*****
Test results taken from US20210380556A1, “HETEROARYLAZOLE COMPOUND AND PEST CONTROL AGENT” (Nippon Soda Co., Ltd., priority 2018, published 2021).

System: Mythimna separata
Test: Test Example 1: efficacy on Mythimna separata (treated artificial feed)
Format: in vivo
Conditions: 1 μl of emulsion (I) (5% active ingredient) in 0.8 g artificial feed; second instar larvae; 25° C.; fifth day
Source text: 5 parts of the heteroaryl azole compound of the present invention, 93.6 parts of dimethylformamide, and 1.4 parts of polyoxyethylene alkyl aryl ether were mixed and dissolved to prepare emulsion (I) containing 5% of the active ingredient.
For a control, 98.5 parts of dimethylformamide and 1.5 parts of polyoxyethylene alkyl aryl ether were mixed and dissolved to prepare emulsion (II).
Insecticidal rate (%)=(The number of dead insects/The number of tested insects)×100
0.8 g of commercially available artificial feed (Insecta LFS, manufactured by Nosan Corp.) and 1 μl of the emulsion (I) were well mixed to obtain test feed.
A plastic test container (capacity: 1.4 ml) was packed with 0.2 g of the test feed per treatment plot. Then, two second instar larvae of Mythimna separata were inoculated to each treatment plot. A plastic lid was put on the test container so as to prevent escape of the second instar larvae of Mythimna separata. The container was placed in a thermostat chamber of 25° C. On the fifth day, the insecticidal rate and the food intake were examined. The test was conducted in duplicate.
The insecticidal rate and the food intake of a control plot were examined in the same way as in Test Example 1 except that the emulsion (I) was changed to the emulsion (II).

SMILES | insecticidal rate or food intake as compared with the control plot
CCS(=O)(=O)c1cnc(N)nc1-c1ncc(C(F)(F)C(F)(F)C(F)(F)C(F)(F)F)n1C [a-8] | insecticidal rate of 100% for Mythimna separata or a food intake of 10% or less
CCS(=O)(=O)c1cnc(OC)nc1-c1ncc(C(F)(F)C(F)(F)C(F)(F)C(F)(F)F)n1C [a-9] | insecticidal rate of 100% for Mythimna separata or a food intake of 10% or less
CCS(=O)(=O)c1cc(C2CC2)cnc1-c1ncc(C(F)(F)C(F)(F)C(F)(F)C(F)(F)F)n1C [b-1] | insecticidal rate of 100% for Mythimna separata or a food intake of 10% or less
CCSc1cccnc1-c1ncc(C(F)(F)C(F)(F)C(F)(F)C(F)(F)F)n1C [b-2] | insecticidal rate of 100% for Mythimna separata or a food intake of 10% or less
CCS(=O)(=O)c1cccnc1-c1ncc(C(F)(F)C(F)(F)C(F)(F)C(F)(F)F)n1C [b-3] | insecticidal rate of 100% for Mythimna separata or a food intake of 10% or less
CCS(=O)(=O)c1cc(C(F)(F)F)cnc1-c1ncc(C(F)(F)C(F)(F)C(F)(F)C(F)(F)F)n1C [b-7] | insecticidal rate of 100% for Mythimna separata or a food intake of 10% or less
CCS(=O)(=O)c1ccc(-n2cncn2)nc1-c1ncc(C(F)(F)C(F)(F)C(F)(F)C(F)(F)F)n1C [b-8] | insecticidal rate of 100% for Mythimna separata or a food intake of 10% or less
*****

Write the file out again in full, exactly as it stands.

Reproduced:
Test results taken from US20210380556A1, “HETEROARYLAZOLE COMPOUND AND PEST CONTROL AGENT” (Nippon Soda Co., Ltd., priority 2018, published 2021).

System: Mythimna separata
Test: Test Example 1: efficacy on Mythimna separata (treated artificial feed)
Format: in vivo
Conditions: 1 μl of emulsion (I) (5% active ingredient) in 0.8 g artificial feed; second instar larvae; 25° C.; fifth day
Source text: 5 parts of the heteroaryl azole compound of the present invention, 93.6 parts of dimethylformamide, and 1.4 parts of polyoxyethylene alkyl aryl ether were mixed and dissolved to prepare emulsion (I) containing 5% of the active ingredient.
For a control, 98.5 parts of dimethylformamide and 1.5 parts of polyoxyethylene alkyl aryl ether were mixed and dissolved to prepare emulsion (II).
Insecticidal rate (%)=(The number of dead insects/The number of tested insects)×100
0.8 g of commercially available artificial feed (Insecta LFS, manufactured by Nosan Corp.) and 1 μl of the emulsion (I) were well mixed to obtain test feed.
A plastic test container (capacity: 1.4 ml) was packed with 0.2 g of the test feed per treatment plot. Then, two second instar larvae of Mythimna separata were inoculated to each treatment plot. A plastic lid was put on the test container so as to prevent escape of the second instar larvae of Mythimna separata. The container was placed in a thermostat chamber of 25° C. On the fifth day, the insecticidal rate and the food intake were examined. The test was conducted in duplicate.
The insecticidal rate and the food intake of a control plot were examined in the same way as in Test Example 1 except that the emulsion (I) was changed to the emulsion (II).

SMILES | insecticidal rate or food intake as compared with the control plot
CCS(=O)(=O)c1cnc(N)nc1-c1ncc(C(F)(F)C(F)(F)C(F)(F)C(F)(F)F)n1C [a-8] | insecticidal rate of 100% for Mythimna separata or a food intake of 10% or less
CCS(=O)(=O)c1cnc(OC)nc1-c1ncc(C(F)(F)C(F)(F)C(F)(F)C(F)(F)F)n1C [a-9] | insecticidal rate of 100% for Mythimna separata or a food intake of 10% or less
CCS(=O)(=O)c1cc(C2CC2)cnc1-c1ncc(C(F)(F)C(F)(F)C(F)(F)C(F)(F)F)n1C [b-1] | insecticidal rate of 100% for Mythimna separata or a food intake of 10% or less
CCSc1cccnc1-c1ncc(C(F)(F)C(F)(F)C(F)(F)C(F)(F)F)n1C [b-2] | insecticidal rate of 100% for Mythimna separata or a food intake of 10% or less
CCS(=O)(=O)c1cccnc1-c1ncc(C(F)(F)C(F)(F)C(F)(F)C(F)(F)F)n1C [b-3] | insecticidal rate of 100% for Mythimna separata or a food intake of 10% or less
CCS(=O)(=O)c1cc(C(F)(F)F)cnc1-c1ncc(C(F)(F)C(F)(F)C(F)(F)C(F)(F)F)n1C [b-7] | insecticidal rate of 100% for Mythimna separata or a food intake of 10% or less
CCS(=O)(=O)c1ccc(-n2cncn2)nc1-c1ncc(C(F)(F)C(F)(F)C(F)(F)C(F)(F)F)n1C [b-8] | insecticidal rate of 100% for Mythimna separata or a food intake of 10% or less